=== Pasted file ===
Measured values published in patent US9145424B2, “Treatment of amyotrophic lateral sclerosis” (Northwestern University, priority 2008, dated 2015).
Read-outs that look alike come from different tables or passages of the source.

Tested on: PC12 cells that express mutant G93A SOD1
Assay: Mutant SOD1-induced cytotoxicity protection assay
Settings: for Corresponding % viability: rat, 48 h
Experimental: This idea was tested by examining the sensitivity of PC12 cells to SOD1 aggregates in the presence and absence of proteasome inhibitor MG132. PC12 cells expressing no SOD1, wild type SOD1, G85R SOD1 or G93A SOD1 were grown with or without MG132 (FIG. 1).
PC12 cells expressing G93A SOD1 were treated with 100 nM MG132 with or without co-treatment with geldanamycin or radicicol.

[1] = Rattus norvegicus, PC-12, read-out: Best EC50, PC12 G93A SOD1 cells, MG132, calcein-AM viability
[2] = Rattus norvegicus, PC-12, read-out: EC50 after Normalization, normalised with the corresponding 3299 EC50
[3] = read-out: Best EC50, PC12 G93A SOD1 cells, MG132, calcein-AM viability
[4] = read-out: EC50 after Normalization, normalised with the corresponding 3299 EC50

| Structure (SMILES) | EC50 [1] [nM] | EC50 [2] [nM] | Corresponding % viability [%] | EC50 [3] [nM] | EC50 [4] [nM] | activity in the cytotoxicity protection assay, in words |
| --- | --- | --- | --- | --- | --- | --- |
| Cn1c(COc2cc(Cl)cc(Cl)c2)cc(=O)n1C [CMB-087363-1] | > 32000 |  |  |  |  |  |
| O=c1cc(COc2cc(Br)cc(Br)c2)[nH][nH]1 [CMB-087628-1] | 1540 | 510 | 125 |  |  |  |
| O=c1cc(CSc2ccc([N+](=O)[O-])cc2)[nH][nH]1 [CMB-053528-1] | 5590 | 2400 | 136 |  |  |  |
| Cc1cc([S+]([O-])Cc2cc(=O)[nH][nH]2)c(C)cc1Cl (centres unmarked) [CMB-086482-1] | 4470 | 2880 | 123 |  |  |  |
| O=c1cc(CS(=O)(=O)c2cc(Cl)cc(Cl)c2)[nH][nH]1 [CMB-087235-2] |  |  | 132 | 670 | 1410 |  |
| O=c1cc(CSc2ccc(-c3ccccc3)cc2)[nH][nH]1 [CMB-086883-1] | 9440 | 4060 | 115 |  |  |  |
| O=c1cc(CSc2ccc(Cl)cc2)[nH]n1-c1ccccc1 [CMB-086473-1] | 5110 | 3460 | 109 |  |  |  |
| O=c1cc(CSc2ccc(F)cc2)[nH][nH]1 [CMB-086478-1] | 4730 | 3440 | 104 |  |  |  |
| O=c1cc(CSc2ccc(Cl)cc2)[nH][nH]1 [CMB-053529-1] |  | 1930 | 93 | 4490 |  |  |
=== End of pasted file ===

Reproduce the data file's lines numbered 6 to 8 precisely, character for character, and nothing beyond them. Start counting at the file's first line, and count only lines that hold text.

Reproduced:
Experimental: This idea was tested by examining the sensitivity of PC12 cells to SOD1 aggregates in the presence and absence of proteasome inhibitor MG132. PC12 cells expressing no SOD1, wild type SOD1, G85R SOD1 or G93A SOD1 were grown with or without MG132 (FIG. 1).
PC12 cells expressing G93A SOD1 were treated with 100 nM MG132 with or without co-treatment with geldanamycin or radicicol.

[1] = Rattus norvegicus, PC-12, read-out: Best EC50, PC12 G93A SOD1 cells, MG132, calcein-AM viability